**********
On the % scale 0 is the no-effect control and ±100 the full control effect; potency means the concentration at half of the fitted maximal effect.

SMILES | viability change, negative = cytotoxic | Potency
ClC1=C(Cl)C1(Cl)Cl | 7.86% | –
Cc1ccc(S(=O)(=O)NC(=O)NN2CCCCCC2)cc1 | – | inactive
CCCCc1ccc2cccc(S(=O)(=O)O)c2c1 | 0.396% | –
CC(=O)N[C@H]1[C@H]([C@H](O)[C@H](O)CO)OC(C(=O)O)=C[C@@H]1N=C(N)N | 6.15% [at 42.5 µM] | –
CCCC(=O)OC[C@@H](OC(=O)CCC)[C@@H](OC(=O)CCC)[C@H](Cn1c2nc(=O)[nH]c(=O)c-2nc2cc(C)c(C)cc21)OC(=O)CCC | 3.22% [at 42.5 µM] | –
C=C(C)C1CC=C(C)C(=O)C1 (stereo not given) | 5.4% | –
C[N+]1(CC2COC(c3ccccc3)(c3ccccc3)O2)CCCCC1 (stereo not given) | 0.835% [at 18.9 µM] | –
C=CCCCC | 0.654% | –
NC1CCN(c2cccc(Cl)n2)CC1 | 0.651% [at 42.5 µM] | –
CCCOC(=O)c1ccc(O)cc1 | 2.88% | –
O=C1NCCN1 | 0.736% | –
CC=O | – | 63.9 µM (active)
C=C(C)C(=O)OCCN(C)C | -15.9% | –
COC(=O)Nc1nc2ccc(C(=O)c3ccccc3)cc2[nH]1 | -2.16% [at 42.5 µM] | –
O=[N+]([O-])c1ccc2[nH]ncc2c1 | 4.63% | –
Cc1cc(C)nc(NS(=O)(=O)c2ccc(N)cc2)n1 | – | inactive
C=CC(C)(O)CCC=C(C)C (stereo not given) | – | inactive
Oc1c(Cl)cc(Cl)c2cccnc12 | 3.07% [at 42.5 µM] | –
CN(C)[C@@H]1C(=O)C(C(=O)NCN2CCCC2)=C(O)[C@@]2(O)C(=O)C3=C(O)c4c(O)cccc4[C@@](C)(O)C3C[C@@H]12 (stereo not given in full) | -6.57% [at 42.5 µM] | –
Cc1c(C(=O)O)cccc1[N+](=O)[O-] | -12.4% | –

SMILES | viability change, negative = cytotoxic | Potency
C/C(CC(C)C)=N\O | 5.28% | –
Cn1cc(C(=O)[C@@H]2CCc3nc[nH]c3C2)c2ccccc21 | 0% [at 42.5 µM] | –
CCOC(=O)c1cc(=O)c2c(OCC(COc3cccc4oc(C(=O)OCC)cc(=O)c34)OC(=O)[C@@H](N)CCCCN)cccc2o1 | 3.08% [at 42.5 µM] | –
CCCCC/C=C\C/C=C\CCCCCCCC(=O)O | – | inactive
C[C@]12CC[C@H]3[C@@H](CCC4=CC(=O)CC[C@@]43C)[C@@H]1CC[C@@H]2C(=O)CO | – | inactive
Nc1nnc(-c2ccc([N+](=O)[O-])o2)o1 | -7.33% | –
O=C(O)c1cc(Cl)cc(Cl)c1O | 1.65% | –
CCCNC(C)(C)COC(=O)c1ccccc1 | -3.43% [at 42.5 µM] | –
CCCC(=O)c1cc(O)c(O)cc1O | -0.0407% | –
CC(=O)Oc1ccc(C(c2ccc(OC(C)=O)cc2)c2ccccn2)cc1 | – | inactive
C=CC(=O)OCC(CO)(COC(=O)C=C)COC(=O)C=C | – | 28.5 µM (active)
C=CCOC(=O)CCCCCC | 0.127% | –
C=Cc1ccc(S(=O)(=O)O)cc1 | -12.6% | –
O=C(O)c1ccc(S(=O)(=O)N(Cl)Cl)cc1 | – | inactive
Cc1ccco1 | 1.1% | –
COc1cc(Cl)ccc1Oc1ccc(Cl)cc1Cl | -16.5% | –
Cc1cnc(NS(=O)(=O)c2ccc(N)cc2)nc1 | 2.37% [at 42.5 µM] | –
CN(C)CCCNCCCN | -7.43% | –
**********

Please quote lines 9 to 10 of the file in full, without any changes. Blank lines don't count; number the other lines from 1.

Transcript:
C[N+]1(CC2COC(c3ccccc3)(c3ccccc3)O2)CCCCC1 (stereo not given) | 0.835% [at 18.9 µM] | –
C=CCCCC | 0.654% | –